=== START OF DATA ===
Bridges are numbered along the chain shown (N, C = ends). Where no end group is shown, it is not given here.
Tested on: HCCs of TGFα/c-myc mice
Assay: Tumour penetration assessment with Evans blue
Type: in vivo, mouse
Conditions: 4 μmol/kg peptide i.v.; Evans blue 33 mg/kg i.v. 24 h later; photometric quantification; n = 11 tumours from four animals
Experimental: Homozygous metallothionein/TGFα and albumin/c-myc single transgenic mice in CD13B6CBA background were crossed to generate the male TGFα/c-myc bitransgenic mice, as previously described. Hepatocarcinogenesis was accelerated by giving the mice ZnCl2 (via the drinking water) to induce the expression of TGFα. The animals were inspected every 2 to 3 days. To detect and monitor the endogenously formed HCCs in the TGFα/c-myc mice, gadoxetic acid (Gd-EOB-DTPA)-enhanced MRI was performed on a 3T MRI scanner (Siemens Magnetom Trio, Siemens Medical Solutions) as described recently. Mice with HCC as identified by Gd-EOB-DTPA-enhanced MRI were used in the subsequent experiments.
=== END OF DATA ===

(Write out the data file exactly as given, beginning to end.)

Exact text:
Bridges are numbered along the chain shown (N, C = ends). Where no end group is shown, it is not given here.
Tested on: HCCs of TGFα/c-myc mice
Assay: Tumour penetration assessment with Evans blue
Type: in vivo, mouse
Conditions: 4 μmol/kg peptide i.v.; Evans blue 33 mg/kg i.v. 24 h later; photometric quantification; n = 11 tumours from four animals
Experimental: Homozygous metallothionein/TGFα and albumin/c-myc single transgenic mice in CD13B6CBA background were crossed to generate the male TGFα/c-myc bitransgenic mice, as previously described. Hepatocarcinogenesis was accelerated by giving the mice ZnCl2 (via the drinking water) to induce the expression of TGFα. The animals were inspected every 2 to 3 days. To detect and monitor the endogenously formed HCCs in the TGFα/c-myc mice, gadoxetic acid (Gd-EOB-DTPA)-enhanced MRI was performed on a 3T MRI scanner (Siemens Magnetom Trio, Siemens Medical Solutions) as described recently. Mice with HCC as identified by Gd-EOB-DTPA-enhanced MRI were used in the subsequent experiments.